As more small businesses -- from auto shops to coffee houses -- provide Wi-Fi for their customers, protecting proprietary company and customer data becomes paramount. To combat rogue customers, CSK Hotels effectively splits the network in two and installs firewalls to control the guest side, according to Copeland. "Network segregation is the way to go, especially when you're concerned about backend access to the house network," he said.

Malware: Always a problem for small-business cybersecurity

Even with the best of intentions, employees and customers can let in malware, which is why securing networks is so important. The frequency of malware has decreased, but the current generation of malware has gotten nastier, according to Ponemon.

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"Five or six years ago, it was kind of amateurish, and if you had a decent antivirus tool, it would stop it," Ponemon said. "But advanced malware is very stealthy and hard to protect against, and many attacks don't even have a signature."

Advanced persistent threats -- targeted attacks that may seem like an ordinary hack -- are also problems for small businesses. But since many small business owners don't have the resources to discern between the two, they may not perceive advanced persistent threats as a problem, Ponemon said.

Being proactive about mitigating threats

Given these concerns about lost money, damaged reputations and compliance with the Payment Card Industry Data Security Standard, small businesses need to take a proactive approach to cybersecurity, experts say.

"It comes back to that commonsense approach," said Scott Forrester, director of Leeds, U.K.-based online audio shop Soundsavers.com and a former IT security consultant. That means using offsite backups and allowing access to sensitive information only to those who need it. "Does the receptionist really need access to HR, or does everyone need remote access?" he said.

Forrester also recommended that SMBs consider outsourcing their IT security. For example, as the owner of an e-commerce site, he had the option of hosting payment pages on his own website or letting the bank do it. But there was no benefit to doing it himself, even as a former IT security pro. "All it's going to do is cause me a big headache in terms of capturing, storing and securing data," he said.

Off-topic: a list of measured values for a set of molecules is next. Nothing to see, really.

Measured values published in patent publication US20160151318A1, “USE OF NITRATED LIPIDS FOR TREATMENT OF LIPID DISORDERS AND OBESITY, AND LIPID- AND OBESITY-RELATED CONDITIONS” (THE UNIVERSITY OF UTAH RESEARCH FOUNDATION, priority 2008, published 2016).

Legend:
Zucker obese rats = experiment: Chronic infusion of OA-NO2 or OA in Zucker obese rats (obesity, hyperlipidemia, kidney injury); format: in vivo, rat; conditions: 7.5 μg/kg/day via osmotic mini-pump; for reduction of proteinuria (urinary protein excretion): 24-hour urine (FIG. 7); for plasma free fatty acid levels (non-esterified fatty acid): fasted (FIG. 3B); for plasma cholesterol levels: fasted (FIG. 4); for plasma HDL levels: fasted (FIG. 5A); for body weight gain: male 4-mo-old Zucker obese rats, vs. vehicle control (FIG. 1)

Other common-sense approaches to small-business cybersecurity include keeping software up to date and implementing strong password policies, said Heartland Business Systems' Hodkiewicz. For example, forcing users to change passwords frequently and requiring complex passwords is one thing small businesses can do to secure their networks, he said.

Firewalls and other front-line security measures also need to be reviewed, according to Hodkiewicz. "You have to constantly review new changes; what might have been a good, secure firewall six months ago might have holes you need to readdress," he said.

Ponemon recommends that small-business owners rethink their security paradigm to protect the business, its customers and its partners. "The reality is that sometimes organizations are too tactical on security and don't develop governance and policies," he said. But these reduce risk and should be part of any company's -- large or small -- IT security strategy.

The common advice from experts is that SMBs must stop assuming that they're flying under the radar of the thriving hacker nation. A targeted attack could stop business from functioning for hours, days, even weeks or more. The very livelihood of the business could depend upon the strength of the business's cybersecurity measures.

This was first published in May 2013